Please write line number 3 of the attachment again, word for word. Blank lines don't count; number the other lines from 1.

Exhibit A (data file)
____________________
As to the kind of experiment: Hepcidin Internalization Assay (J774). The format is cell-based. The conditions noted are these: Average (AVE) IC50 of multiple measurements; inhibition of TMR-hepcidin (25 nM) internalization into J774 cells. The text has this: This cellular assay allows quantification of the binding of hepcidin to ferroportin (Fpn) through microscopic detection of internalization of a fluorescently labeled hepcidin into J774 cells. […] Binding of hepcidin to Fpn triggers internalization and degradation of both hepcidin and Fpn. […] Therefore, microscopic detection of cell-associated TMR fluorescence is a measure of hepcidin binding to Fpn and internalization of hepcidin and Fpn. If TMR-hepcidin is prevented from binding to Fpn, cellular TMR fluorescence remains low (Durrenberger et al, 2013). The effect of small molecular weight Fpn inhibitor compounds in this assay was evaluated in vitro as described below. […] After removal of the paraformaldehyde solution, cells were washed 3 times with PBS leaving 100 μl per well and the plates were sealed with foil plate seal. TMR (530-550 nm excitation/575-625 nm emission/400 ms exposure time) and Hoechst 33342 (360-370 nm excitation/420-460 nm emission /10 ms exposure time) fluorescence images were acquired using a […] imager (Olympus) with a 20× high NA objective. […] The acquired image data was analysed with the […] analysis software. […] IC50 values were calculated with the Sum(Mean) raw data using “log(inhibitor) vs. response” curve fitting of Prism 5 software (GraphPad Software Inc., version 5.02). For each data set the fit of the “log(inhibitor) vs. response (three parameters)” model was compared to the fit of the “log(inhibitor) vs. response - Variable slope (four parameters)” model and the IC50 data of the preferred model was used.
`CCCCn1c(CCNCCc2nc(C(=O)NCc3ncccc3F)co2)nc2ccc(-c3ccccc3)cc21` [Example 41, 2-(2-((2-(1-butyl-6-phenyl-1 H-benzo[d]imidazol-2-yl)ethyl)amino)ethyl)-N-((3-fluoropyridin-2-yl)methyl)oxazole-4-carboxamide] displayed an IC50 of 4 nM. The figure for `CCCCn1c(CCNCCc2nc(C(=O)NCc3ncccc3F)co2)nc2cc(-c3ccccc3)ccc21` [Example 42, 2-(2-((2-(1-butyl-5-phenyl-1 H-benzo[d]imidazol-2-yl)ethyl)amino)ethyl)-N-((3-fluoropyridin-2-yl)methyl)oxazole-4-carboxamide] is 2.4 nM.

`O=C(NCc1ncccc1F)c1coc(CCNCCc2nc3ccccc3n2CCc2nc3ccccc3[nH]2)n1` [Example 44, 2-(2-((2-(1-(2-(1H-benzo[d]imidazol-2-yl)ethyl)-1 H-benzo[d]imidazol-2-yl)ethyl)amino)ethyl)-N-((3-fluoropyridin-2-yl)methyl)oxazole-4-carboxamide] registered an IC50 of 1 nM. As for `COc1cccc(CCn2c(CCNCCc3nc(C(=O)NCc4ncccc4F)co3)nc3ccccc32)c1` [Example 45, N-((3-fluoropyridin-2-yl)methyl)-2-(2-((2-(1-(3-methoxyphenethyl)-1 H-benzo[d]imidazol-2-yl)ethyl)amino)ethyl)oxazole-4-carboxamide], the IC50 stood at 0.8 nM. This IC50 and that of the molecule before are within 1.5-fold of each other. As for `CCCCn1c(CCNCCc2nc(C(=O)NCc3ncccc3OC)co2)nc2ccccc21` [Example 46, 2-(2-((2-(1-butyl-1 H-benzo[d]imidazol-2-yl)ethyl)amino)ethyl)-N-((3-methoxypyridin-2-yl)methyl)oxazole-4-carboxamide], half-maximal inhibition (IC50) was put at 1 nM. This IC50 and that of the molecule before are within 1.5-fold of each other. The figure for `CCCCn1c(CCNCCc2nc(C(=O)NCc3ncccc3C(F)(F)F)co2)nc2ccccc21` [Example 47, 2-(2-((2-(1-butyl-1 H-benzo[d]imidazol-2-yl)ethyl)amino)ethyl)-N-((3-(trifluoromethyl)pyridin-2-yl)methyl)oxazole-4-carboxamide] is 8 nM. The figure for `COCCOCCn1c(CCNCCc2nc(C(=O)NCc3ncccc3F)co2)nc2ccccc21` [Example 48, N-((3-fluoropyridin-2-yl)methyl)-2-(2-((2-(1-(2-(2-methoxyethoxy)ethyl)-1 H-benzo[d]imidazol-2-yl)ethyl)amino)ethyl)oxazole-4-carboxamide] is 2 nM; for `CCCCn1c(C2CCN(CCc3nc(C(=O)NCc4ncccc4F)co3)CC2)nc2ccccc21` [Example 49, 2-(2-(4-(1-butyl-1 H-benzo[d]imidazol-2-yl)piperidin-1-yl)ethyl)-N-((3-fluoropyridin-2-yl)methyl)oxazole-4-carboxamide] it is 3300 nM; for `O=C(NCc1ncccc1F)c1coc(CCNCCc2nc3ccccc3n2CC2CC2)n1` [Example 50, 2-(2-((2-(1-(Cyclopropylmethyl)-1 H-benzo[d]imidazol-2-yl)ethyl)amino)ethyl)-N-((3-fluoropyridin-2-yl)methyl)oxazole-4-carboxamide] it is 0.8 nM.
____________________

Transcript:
`O=C(NCc1ncccc1F)c1coc(CCNCCc2nc3ccccc3n2CCc2nc3ccccc3[nH]2)n1` [Example 44, 2-(2-((2-(1-(2-(1H-benzo[d]imidazol-2-yl)ethyl)-1 H-benzo[d]imidazol-2-yl)ethyl)amino)ethyl)-N-((3-fluoropyridin-2-yl)methyl)oxazole-4-carboxamide] registered an IC50 of 1 nM. As for `COc1cccc(CCn2c(CCNCCc3nc(C(=O)NCc4ncccc4F)co3)nc3ccccc32)c1` [Example 45, N-((3-fluoropyridin-2-yl)methyl)-2-(2-((2-(1-(3-methoxyphenethyl)-1 H-benzo[d]imidazol-2-yl)ethyl)amino)ethyl)oxazole-4-carboxamide], the IC50 stood at 0.8 nM. This IC50 and that of the molecule before are within 1.5-fold of each other. As for `CCCCn1c(CCNCCc2nc(C(=O)NCc3ncccc3OC)co2)nc2ccccc21` [Example 46, 2-(2-((2-(1-butyl-1 H-benzo[d]imidazol-2-yl)ethyl)amino)ethyl)-N-((3-methoxypyridin-2-yl)methyl)oxazole-4-carboxamide], half-maximal inhibition (IC50) was put at 1 nM. This IC50 and that of the molecule before are within 1.5-fold of each other. The figure for `CCCCn1c(CCNCCc2nc(C(=O)NCc3ncccc3C(F)(F)F)co2)nc2ccccc21` [Example 47, 2-(2-((2-(1-butyl-1 H-benzo[d]imidazol-2-yl)ethyl)amino)ethyl)-N-((3-(trifluoromethyl)pyridin-2-yl)methyl)oxazole-4-carboxamide] is 8 nM. The figure for `COCCOCCn1c(CCNCCc2nc(C(=O)NCc3ncccc3F)co2)nc2ccccc21` [Example 48, N-((3-fluoropyridin-2-yl)methyl)-2-(2-((2-(1-(2-(2-methoxyethoxy)ethyl)-1 H-benzo[d]imidazol-2-yl)ethyl)amino)ethyl)oxazole-4-carboxamide] is 2 nM; for `CCCCn1c(C2CCN(CCc3nc(C(=O)NCc4ncccc4F)co3)CC2)nc2ccccc21` [Example 49, 2-(2-(4-(1-butyl-1 H-benzo[d]imidazol-2-yl)piperidin-1-yl)ethyl)-N-((3-fluoropyridin-2-yl)methyl)oxazole-4-carboxamide] it is 3300 nM; for `O=C(NCc1ncccc1F)c1coc(CCNCCc2nc3ccccc3n2CC2CC2)n1` [Example 50, 2-(2-((2-(1-(Cyclopropylmethyl)-1 H-benzo[d]imidazol-2-yl)ethyl)amino)ethyl)-N-((3-fluoropyridin-2-yl)methyl)oxazole-4-carboxamide] it is 0.8 nM.